What do you do when you open your refrigerator vegetable bin and find an odd lot of vegetables that you'll lose if you don't do something with them soon. Don't wait. Gather them up, wash them, trim roots, peel, and arrange them in a roasting pan to make a nice looking presentation.
Last nights roast included cabbage, potatoes, sweet onions, beet greens, and beets. When I have beets, I try to separate them from other vegetables so they don't color the other vegetables. Some people cut off beet greens and throw them away. What a shame. They are so sweet and delicious.
Last week's roast included potatoes, small white turnips, Vidalia onions, and about two dozen cloves of garlic. I tucked the garlic in between the vegetables throughout the pan. Goodness how delicious. When you eat one of the roasted garlic cloves it's like biting into a piece of candy!
Preheat your oven to 325 degrees.
Arrange the vegetables in the roasting pan. Drizzle the vegetables with olive oil. Salt and pepper the vegetables to suit your taste. Cover the pan with aluminum foil. Then pop the roasting pan in the oven and roast the vegetables for about two to two and a half hours. Goodness how delicious!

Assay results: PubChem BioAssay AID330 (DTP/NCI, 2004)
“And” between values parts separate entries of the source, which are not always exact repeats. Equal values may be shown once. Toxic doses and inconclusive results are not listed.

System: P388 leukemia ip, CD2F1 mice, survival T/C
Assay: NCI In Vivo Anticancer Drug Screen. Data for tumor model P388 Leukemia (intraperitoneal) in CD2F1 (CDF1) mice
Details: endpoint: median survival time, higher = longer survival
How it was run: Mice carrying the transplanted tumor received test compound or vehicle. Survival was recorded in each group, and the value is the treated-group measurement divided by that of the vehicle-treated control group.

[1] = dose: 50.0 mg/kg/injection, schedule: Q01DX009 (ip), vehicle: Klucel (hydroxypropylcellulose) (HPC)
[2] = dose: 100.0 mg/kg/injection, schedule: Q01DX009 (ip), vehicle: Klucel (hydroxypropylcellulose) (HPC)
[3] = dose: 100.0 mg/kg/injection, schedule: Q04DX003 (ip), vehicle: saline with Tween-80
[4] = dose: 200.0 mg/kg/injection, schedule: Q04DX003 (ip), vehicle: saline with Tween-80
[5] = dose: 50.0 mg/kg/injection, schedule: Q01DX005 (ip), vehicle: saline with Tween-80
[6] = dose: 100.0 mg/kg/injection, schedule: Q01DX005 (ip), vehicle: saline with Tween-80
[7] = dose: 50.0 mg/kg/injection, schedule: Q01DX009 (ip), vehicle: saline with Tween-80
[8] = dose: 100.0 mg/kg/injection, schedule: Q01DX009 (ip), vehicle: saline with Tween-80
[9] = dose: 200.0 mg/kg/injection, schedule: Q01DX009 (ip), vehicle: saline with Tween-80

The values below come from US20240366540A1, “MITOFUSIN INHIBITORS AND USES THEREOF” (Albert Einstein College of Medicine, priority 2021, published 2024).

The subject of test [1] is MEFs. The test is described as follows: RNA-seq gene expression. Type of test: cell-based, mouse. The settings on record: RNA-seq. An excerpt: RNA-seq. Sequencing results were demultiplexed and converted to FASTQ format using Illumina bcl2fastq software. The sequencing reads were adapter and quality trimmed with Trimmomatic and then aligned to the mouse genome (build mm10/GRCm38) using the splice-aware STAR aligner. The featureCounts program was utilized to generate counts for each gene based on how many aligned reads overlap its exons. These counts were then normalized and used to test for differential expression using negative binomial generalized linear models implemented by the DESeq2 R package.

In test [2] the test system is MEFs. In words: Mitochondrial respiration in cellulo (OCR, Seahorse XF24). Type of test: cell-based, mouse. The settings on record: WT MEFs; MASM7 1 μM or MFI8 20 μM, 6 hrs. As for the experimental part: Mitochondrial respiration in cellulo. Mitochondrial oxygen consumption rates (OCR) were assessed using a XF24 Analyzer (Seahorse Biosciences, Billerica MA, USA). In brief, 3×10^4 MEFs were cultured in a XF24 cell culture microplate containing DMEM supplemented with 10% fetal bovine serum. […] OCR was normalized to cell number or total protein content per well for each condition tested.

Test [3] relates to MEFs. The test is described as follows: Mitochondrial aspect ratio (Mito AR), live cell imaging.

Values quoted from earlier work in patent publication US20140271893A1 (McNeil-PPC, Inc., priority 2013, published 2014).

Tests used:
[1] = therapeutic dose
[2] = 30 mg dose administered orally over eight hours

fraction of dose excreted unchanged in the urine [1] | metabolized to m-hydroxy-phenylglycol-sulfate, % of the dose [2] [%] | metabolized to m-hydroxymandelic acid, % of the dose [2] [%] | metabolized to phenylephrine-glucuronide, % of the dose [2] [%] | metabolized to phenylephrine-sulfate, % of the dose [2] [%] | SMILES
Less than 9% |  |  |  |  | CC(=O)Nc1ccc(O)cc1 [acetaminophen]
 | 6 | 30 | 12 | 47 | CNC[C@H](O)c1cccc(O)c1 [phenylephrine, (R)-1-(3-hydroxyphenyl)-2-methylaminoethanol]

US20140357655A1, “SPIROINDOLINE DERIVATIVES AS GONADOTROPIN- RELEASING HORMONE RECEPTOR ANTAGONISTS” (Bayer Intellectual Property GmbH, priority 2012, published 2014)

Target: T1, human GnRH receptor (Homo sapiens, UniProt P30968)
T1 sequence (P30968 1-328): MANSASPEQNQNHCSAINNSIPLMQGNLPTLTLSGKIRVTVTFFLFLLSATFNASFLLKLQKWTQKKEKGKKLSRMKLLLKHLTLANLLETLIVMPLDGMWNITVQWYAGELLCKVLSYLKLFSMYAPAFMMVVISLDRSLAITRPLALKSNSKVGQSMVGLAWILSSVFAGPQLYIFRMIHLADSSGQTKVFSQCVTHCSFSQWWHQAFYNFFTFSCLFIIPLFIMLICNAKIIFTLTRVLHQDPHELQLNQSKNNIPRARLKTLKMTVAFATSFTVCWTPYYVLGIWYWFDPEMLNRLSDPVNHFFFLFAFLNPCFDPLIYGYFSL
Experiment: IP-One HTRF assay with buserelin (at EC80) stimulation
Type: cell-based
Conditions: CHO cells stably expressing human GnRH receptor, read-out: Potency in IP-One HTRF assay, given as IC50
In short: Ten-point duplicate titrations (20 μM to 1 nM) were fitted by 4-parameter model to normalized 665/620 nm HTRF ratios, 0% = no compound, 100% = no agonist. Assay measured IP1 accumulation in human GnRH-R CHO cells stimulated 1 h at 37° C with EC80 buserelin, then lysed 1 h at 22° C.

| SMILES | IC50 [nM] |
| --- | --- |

Some vegetables roast better than others. For example, cabbage is sometimes still a bit firm (but still good to eat). There is nothing quite so good as root vegetables such as potatoes, turnips, carrots, leeks, onions. And if you have it, don't forget the garlic cloves!
Here's a good story. When George Whitman, owner of the Paris English language bookshop, Shakespeare & Company, met customers and learned they were travelers, he nearly always said, "You can sleep here in the bookshop if you like. There are sofas and chairs throughout." Some folks took him up on the offer. I didn't. I was forewarned that the sofas were full of bedbugs. Some guests of the house reportedly slept at the shop for weeks. One guest, Jeremy Mercer, author of Books, Bedbugs, and Baguettes, writes that George often fed his guests a soup made of vegetables he gathered from the throw away bins of street market vendors. Reportedly, George just cut out the bad spots, washed them up, and cooked them in water. If you haven't read the book, I highly recommend it.